Sydney chokes on smoke from bushfire backburning

Sydney chokes on smoke from bushfire backburning

11 May 2010

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Australia — Sydney residents have been urged to stay indoors as thick smoke sweeps across the city from backburning in the Blue Mountains.

The NSW Ambulance Service said people should stay in air-conditioned premises if possible, avoid rigorous exercise and cover their nose and mouth with a mask designed to filter fine particles.

The Rural Fire Service (RFS) said it was assisting the National Parks and Wildlife Service with burn-offs in the lower Blue Mountains between Glenbrook and Warragamba.

It says everything is under control, but the controlled burn is producing large volumes of smoke.

RFS Commissioner Shane Fitzsimmons said the controlled burn is important work which can help protect life and property from bush fires.

“The strong westerly winds being experienced this afternoon are sending significant amounts of smoke across the greater Sydney area,” he said. “People should take precautions if driving through smokey conditions, such as slowing down and turning on headlights.”

Mr Fitzsimmons added that people with breathing difficulties should also take precautions “such as staying indoors”.

The RFS said there was no need for residents to call triple-zero.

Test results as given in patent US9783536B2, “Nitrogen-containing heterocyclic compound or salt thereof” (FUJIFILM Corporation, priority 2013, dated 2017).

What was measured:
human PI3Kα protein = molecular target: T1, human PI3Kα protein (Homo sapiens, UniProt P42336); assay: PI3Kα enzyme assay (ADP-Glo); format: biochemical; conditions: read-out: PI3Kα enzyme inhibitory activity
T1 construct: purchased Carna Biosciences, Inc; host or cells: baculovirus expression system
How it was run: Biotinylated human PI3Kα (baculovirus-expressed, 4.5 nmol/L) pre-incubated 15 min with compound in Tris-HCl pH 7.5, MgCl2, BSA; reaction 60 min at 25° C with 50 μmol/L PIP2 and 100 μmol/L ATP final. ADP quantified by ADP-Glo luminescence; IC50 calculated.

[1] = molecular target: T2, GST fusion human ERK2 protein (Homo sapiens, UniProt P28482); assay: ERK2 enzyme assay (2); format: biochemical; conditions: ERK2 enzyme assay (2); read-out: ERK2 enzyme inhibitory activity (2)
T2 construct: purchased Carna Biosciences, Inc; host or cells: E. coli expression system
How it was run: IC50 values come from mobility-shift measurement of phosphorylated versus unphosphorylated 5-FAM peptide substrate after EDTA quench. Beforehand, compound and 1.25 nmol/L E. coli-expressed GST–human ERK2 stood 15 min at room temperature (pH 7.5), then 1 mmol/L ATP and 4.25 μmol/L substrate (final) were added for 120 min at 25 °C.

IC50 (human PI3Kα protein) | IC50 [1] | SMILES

Motorists are being warned they might experience smoke haze on some traffic routes around the city and are urged to exercise caution while driving.

The bulk of the smoke is expected to dissipate overnight as the wind swings around to the south, but there will still be some residual smoke across Sydney, the RFS says.

Further burn offs will continue throughout the week and over the weekend, the RFS says.

The NSW Ambulance Service said the elderly, the very young and those with respiratory conditions such as asthma should take extra care when smoke is in the air.

It said fine smoke particles can affect the respiratory system and cause a variety of health problems, such as throat irritation, shortness of breath and coughing.

The smoke particles can also aggravate existing lung conditions, such as chronic bronchitis, emphysema and asthma.

Symptoms can occur for several days after smoke inhalation, so people with existing conditions need to be vigilant with their treatment programs, it said.

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